Interview with Antóin Ó Lachtnáin
Democratic Potential of the Internet
How self-determined do we really act on the Internet? Antóin Ó Lachtnáin about wishful thinking and the reality of the democratic potential of the World Wide Web.
In the early age of the internet, there were very positive ideas about how the internet could help us as citizens. How does the reality differ from that?
Our hope was that we would have an emergent democracy. That the internet would be sort of an agora, a commons where we could all discuss our different views and the common good and we could have a participatory democracy instead of the representative democracy we had. And we'd all work together to make the right decisions for the society and for our community. What's happened has been something quite different from that. What we have is a system that’s very easy to manipulate, players that we don't understand or that have some sort of negative agenda for us are able to come in and use this to influence people, not just in what things we buy, but the way we vote. An example of that is using selective targeting to depress the vote. So for example you tell black voters that Hillary Clinton is no good and convince them that all politicians are the same. It's not that they go and vote for Donald Trump or whoever, it's that they just don't bother voting at all. And this is quite an easy trick to manipulate a democracy. This is the challenge we have to deal with. There are many positive aspects to social media and online systems but there are many serious problems. We have to find ways to address them if we're going to get the benefit.
We often think as users that we are in charge of our destiny on the internet that we can self-determine what we are doing. Is that so?
We certainly like to believe it. I suppose we are like Neo in the film The Matrix: We believe we're living in one kind of world but if we are prepared to swallow the red pill we can see that maybe the world is very different and is in terms of our information not our own. Information about us is being traded and brokered on an international basis as part of a massive money system. Our attention is being bought and sold. Advertising is targeted at us in ways that we don't really understand. Sometimes it's obvious. We can see why we're seeing a particular ad but sometimes we don't understand at all. When you look at it that way it does seem like our self-determination, our individuality is not just being taken away from us, but turned into a commodity which is just being bought and sold as part of commerce.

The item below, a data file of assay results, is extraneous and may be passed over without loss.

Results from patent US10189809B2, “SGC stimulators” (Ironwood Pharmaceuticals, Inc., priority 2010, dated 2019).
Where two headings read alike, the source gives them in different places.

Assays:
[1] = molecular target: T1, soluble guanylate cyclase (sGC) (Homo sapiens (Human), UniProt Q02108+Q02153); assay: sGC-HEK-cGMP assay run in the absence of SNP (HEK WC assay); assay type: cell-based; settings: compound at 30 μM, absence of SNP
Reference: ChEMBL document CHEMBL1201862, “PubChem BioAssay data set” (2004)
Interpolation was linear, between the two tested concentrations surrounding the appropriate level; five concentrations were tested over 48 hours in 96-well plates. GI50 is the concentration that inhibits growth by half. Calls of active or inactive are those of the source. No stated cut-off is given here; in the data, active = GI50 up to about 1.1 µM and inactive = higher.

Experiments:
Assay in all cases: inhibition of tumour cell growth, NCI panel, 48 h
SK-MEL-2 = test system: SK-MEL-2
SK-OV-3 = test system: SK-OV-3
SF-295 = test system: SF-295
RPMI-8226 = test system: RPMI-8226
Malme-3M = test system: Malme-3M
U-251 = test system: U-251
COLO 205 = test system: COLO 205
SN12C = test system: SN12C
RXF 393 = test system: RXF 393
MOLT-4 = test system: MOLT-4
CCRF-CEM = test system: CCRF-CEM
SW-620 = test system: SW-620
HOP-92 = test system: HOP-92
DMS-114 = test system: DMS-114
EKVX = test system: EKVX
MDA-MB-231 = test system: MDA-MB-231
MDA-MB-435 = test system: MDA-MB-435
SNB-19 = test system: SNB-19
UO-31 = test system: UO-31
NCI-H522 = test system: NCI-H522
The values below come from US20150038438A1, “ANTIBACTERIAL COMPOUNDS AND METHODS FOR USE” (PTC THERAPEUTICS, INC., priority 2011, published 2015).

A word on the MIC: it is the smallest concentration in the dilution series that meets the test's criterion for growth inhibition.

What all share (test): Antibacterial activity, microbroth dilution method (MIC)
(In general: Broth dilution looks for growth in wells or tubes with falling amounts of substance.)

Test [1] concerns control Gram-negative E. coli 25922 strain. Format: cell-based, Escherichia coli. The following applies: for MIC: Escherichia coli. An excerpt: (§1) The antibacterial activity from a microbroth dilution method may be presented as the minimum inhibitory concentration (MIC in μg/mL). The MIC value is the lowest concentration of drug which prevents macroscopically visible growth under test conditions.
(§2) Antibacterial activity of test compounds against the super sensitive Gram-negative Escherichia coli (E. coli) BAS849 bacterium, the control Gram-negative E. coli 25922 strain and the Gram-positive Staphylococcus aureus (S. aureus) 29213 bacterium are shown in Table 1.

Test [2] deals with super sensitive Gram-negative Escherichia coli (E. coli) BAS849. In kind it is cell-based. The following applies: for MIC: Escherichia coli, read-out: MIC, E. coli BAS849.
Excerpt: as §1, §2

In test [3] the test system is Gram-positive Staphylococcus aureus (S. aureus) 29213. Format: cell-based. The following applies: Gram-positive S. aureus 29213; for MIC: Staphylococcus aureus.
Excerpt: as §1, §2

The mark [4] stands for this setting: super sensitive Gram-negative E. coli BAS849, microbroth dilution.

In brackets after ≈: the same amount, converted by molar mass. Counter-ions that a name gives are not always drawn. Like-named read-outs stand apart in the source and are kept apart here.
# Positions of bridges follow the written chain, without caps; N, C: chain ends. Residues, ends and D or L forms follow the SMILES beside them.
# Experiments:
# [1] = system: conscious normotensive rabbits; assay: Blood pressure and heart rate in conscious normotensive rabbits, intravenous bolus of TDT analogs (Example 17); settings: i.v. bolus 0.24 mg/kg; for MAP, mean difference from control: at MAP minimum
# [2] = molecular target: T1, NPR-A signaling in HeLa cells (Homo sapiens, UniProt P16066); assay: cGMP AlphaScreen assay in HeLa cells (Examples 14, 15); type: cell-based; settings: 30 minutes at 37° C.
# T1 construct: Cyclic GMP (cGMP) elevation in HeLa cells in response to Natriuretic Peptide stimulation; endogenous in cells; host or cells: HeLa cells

Can the Internet regulate itself?
The Internet is a technology the same as motorized road transport or electrical equipment or anything else. There have to be rules, there have to be standards. And we have to figure out what the right way to enforce these is. One part of it is law.
There are laws about how we act and behave on the road. But mostly there are social reasons why we obey those laws as well as the reasons to do it, the fact that we might see a policeman or a policeman might see us. We have to set up that social framework so that we have good behaviour on the internet, but that we don't set up a framework that's just oppressing the benefits and for example oppressing free speech.